Rootedness

The Politics of Rootedness: On Simone Weil and George Orwell

Oriol Quintana read

Simone Weil and George Orwell both reflected—at a time when liberalism and Christianity were being challenged—on how to provide rootedness to societies and how to provide a moral anchoring and collective inspiration. The chapter considers the extent to which religion plays an important role in these authors’ politics of rootedness. A comparison between them suggests that rather than worrying first about whether or not we need a religious revival, we should worry about whether individuals have the opportunity to enter into contact with beauty. For both Weil and Orwell, a society is well-rooted when there is a continuity between natural beauty and social life. As such, a politics of rootedness entails, in their view, a genuine search for the recognition of all members of a collectivity and, above all, the search for a way of learning again how to find nourishment in the beauty of the world.

in Sophie Bourgault & Julie Daigle, eds., Simone Weil, Beyond Ideology?, New York: Palgrave Macmillan, pp. 103-123.

Simone Weil’s Radical Ontology of Rootedness: Natural and Supernatural Justices

Alexandre Andrade Martins read

This paper argues that Simone Weil developed an anthropology of the human condition that is a radical ontology of the human spirit rooted in reality. Weil begins her account from the real, but this real is not only the historical or social reality. It is also what is true about the human person as a created being in connection with the transcendent reality. She believes that affliction reveals the human condition and provides an openness to transcendence in which the individual finds the meaning of the human operation of the spirit. Therefore, Weil’s radical ontology is based on a philosophy of the human being as an agent rooted in the world. In order to be rooted, a human being needs decreation (the creation of a new human) and incarnation (cross and love in the world). In her radical ontology derived from attention to the real, Weil argues for an active incarnation in social reality that recognizes others, especially the unfortunates, for the purpose of empowering them and promoting their dignity. Her radical ontology incarnates the human in the world between necessity and good, that is, between the natural and the supernatural.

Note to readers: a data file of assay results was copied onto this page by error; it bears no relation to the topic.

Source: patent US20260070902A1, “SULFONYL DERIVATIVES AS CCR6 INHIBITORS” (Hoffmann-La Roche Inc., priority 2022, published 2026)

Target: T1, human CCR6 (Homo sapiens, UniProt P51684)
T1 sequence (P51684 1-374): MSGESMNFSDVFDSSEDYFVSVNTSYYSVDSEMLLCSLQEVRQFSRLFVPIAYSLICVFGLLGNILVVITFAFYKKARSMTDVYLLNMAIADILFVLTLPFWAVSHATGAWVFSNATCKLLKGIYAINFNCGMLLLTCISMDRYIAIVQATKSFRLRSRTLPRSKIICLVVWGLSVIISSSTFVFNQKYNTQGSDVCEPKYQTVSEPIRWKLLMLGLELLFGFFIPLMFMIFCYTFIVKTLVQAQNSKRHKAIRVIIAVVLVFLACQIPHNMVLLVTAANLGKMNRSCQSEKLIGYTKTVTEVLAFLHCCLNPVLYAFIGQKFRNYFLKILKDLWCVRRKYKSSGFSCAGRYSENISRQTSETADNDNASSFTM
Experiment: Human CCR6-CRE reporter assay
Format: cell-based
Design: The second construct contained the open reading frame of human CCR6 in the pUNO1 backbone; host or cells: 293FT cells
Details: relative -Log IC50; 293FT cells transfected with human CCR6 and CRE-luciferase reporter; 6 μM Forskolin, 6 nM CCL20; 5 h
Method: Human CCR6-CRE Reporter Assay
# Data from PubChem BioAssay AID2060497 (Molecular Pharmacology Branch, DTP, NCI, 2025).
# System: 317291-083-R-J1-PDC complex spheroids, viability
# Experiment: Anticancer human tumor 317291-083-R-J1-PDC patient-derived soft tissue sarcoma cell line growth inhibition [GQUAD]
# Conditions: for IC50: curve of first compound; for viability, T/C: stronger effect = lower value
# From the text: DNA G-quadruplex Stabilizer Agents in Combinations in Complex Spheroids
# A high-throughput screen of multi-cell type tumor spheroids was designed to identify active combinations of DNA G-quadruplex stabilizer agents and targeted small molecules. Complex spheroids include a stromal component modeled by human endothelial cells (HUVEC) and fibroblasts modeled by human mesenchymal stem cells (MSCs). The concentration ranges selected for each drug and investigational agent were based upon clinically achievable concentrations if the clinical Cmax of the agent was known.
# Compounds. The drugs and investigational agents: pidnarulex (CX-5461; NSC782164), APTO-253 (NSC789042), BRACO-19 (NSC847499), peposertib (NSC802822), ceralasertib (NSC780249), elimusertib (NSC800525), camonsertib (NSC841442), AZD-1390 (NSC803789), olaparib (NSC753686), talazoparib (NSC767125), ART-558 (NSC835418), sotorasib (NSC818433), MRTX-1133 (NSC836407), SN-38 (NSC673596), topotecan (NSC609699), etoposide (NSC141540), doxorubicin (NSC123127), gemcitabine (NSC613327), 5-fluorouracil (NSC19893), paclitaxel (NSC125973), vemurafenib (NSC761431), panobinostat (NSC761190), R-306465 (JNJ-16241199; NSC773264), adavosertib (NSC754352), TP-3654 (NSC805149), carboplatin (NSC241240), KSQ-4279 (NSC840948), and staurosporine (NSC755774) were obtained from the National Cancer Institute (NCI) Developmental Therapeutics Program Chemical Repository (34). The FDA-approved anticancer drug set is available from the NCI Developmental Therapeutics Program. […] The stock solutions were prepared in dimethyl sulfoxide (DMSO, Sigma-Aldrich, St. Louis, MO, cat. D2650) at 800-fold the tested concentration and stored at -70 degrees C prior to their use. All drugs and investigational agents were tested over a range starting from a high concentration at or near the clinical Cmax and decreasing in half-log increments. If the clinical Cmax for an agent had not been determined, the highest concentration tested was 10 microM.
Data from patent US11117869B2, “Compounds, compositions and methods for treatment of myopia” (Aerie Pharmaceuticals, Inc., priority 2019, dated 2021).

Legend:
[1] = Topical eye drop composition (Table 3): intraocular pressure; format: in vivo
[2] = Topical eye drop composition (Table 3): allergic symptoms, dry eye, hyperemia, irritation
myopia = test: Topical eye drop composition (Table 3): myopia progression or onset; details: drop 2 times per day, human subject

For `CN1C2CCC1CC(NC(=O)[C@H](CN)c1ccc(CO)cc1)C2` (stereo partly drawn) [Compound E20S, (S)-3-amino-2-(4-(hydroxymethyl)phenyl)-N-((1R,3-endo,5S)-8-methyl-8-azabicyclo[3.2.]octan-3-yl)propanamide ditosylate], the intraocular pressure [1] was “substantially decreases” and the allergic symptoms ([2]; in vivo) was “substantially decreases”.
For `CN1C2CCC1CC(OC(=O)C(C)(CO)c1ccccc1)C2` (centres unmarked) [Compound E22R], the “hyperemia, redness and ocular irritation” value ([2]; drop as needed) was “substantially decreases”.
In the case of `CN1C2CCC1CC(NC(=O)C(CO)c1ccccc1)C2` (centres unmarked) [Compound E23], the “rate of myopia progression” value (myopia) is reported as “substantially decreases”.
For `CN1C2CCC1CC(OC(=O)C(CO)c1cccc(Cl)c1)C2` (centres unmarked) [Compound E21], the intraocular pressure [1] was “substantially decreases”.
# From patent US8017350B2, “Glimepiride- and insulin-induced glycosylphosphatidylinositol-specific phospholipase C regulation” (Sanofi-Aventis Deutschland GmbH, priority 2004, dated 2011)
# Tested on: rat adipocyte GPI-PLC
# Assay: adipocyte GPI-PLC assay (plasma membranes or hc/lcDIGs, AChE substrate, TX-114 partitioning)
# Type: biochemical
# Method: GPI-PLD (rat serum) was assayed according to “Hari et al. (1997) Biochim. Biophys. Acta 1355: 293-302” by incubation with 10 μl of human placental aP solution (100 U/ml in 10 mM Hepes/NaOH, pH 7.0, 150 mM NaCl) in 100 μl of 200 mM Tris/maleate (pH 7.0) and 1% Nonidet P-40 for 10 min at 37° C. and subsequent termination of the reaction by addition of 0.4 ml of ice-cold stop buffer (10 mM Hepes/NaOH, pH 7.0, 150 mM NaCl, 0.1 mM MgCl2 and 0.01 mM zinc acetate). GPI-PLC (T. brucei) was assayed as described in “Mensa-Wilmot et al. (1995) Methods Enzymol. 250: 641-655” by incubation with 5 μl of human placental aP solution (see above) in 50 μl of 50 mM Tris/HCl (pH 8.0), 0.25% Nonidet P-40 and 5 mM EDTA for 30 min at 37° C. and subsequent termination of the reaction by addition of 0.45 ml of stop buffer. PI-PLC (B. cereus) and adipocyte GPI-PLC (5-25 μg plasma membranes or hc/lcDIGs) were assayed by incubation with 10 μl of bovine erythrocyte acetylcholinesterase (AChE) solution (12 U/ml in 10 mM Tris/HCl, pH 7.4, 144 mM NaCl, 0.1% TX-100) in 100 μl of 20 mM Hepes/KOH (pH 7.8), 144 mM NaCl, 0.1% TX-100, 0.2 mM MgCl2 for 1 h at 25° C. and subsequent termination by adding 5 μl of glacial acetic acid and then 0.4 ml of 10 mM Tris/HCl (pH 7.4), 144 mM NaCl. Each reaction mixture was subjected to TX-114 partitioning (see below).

Considering Emmanuel Gabellieri’s characterization of Simone Weil’s anthropological philosophy as a radical ontology, I examine Weil’s account on natural and supernatural justices. According to Gabellieri, Weil’s ontology is radical because it is “a metaphysics of the human spirit oriented towards a full contact with reality.” Full contact with the reality of the world is the starting point of Simone Weil’s philosophy. This contact is radical because the supernatural is present in reality, and a deep experience of reality opens the individual for the illumination of the supernatural, an experience of grace that reveals the truth of human existence and condition in the world. Therefore, Simone Weil develops an anthropology of the human condition that is a “radical ontology” of the human spirit rooted in the reality of the world. The experience of rootedness occurs in reality, but it is the supernatural that roots the human being.

Weil suggests an anthropology of radical ontology following the Platonic tradition of a transcendental spirit that contemplates the nous. This generates a noetic knowledge that impacts reality. It is in this mediation between reality and the supernatural that the need for justice occurs, as a natural reality illuminated and guided by supernatural justice. In this account, she is also inside the Christian mystic tradition, in which the experience of grace impacts the ethical life leading to seek for justice. To understand Weil’s radical ontology, this paper will discuss three points of her account: her starting point from the real, the movement of decreation and openness of the working of grace, and the supernatural justice that illuminates the natural justice in a rooted people.  {full text in “Read” link above}

Theology Faculty Research and Publications, Marquette University (Spring, 2019)

“The Nature of Narrative in Simone Weil’s Vision of History: The Need for New Historical Roots”

Christine Ann Evans

in Dunaway, John M. & Springsted, Eric. O., The Beauty that Saves: Essays on Aesthetics and Language in Simone Weil, Macon, GA: Mercer University Press, pp. 55-68

“Rootedness: Culture and Value”

Eric Springsted

in Richard H. Bell, ed., Simone Weil’s Philosophy of Culture: Readings Toward Divine Humanity, New York: Cambridge University Press, pp. 161-188

Uprooting and Integration in the Writings of Simone Weil

Betty MacLane-Iles

New York: Peter Lang